OpenSCAD: “OpenSCAD is a software for creating solid 3D CAD models. It is free software and available for Linux/UNIX, Windows and Mac OS X. Unlike most free software for creating 3D models (such as Blender) it does not focus on the artistic aspects of 3D modelling but instead on the CAD aspects. Thus it might be the application you are looking for when you are planning to create 3D models of machine parts but pretty sure is not what you are looking for when you are more interested in creating computer-animated movies.” (read more)
Blender: “Blender is a free and open source 3D animation suite. It supports the entirety of the 3D pipeline—modeling, rigging, animation, simulation, rendering, compositing and motion tracking, even video editing and game creation. Advanced users employ Blender’s API for Python scripting to customize the application and write specialized tools; often these are included in Blender’s future releases. Blender is well suited to individuals and small studios who benefit from its unified pipeline and responsive development process.” The video shared here is from a DVD training series focusing on Blender for 3D Printing from the BlenderFoundation! (read more)
Solidworks Education Edition: “SolidWorks Education and Student Editions provide SolidWorks Premium software to educators and students of all levels, and empower learning with access to curriculum and tutorials. SolidWorks offers the best suite of tools for engineering design, simulation, documentation, and sustainable design in one easy-to-learn software package.” (read more)
Rhinoceros: “Rhino 5. The world’s most versatile 3-D modeler now handles bigger projects, faster, with more than 2,000 enhancements.” There is also a public beta of the Rhino for Mac version that is stable and very useable. (read more)
ZBrush: “ZBrush is a digital sculpting and painting program that has revolutionized the 3D industry with its powerful features and intuitive workflows. Built within an elegant interface, ZBrush offers the world’s most advanced tools for today’s digital artists. With an arsenal of features that have been developed with usability in mind, ZBrush creates a user experience that feels incredibly natural while simultaneously inspiring the artist within. With the ability to sculpt up to a billion polygons, ZBrush allows you to create limited only by your imagination.” (read more)
Cubify Design: “Cubify Design is your go-to toolbox for advanced modeling projects. Take advantage of powerful CAD features like complex assemblies and functionality of parts. Share with 2D drawings and easily export to your 3D printer when ready. Cubify Design is the perfect modeling software for printing with the CubeX 3D printer.” (read more)
Autodesk Maya: “Maya® 3D animation software offers a comprehensive creative feature set for 3D computer animation, modeling, simulation, rendering, and compositing on a highly extensible production platform. Maya now has next-generation display technology, accelerated modeling workflows, and new tools for handling complex data.” (read more)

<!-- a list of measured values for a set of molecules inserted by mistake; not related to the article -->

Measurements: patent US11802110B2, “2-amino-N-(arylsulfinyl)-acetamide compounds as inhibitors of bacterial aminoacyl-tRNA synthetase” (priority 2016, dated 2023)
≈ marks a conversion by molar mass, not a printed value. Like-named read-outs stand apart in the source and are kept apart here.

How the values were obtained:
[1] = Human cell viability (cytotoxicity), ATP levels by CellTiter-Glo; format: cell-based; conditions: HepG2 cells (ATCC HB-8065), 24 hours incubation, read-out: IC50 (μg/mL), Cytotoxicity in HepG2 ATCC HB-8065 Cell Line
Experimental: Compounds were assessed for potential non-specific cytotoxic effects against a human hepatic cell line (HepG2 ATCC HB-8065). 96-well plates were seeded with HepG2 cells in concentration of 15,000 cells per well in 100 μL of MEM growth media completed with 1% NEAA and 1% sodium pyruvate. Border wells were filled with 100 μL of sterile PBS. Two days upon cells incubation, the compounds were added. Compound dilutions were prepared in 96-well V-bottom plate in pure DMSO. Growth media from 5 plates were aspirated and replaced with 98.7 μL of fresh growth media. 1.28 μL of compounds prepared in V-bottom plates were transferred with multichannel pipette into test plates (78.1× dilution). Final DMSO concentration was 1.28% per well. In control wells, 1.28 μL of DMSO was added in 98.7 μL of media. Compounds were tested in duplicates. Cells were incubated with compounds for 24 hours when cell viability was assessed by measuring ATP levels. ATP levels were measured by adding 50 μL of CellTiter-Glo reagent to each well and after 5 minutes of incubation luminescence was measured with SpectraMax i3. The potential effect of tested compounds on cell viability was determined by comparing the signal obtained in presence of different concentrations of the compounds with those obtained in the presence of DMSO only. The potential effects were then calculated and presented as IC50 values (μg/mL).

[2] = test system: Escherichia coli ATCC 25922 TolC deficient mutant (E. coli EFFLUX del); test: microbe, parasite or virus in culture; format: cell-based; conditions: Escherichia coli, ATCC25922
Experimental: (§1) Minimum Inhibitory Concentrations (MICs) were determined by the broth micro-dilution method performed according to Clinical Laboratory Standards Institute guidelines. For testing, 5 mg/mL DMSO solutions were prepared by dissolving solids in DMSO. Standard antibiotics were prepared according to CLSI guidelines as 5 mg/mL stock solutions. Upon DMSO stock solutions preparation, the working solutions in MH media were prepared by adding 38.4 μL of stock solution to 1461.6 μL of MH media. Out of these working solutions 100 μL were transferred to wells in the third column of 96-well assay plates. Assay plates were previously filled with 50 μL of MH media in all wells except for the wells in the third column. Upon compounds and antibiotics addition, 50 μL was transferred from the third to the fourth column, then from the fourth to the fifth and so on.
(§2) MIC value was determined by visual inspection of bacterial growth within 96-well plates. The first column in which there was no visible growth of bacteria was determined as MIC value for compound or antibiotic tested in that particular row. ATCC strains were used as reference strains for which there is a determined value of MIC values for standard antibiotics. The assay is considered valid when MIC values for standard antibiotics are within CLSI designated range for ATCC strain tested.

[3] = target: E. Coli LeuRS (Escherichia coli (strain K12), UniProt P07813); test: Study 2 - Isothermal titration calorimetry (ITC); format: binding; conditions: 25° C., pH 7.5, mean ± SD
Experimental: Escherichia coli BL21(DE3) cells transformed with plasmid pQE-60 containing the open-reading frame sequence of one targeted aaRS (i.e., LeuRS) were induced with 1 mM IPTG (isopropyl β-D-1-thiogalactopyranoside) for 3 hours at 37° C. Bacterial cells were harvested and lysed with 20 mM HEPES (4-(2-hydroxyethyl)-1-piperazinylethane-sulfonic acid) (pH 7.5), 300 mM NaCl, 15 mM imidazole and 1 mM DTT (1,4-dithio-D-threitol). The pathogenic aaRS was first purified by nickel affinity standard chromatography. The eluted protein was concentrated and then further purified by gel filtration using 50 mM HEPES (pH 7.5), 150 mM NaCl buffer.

Netfabb Private: “netfabb Private is an advanced software for professional editing
of 3D Printing data. It is licensed for non-commercial use only and
features most of the tools used daily by professionals in additive manufacturing
and 3d printing. With netfabb Private you can ensure that all your models can
be printed with a good result and reduce the risk of failed builds and wasted material.” (read more)
Here are your 2013 shipping deadlines for ordering from Adafruit. Please review our shipping section if you have specific questions on how and where we ship worldwide for this holiday season.
UPS ground (USA orders): Place orders by Friday 11am ET – December 13, 2013 – There is no guarantee that UPS Ground packages will arrive in time for Christmas.
UPS 3-day (USA orders): Place orders by Thursday 11am ET – December 19, 2013 – Arrive on 12/24/2013.
UPS 2-day (USA orders): Place orders by Friday 11am ET – December 20, 2013 – Arrive on 12/24/2013.
UPS overnight (USA orders): Place orders by Monday 11am ET – December 23, 2013 – Arrive on 12/24/2013.
UPS International: Place orders by Monday 11am ET – December 16, 2013. Can take up extra time due to worldwide delays and customs. Should arrive by 12/24/2013 or sooner.
Please note: We do not offer Saturday service for UPS.
Wednesday, Dec. 25, 2013, Christmas, no UPS pickup or delivery service.
Wednesday, Jan. 1, 2014, New Year’s Day, no UPS pickup or delivery service.
United States Postal Service, First Class and Priority (USA orders): Place orders by Friday – December 13, 2013 – Arrive by 12/24/2013 or sooner.
USPS First class mail international (International orders): Place orders by Friday – November 22, 2013. Can take up to 30 days ore more with worldwide delays and customs. Should arrive by 12/24/2013 or sooner, but not a trackable service cannot be guaranteed to arrive by 12/24/13.
USPS Express mail international(International orders): Place orders by Friday – December 13, 2013. Can take up to 15 days or more with worldwide delays and customs. Should arrive by 12/24/2013 or sooner.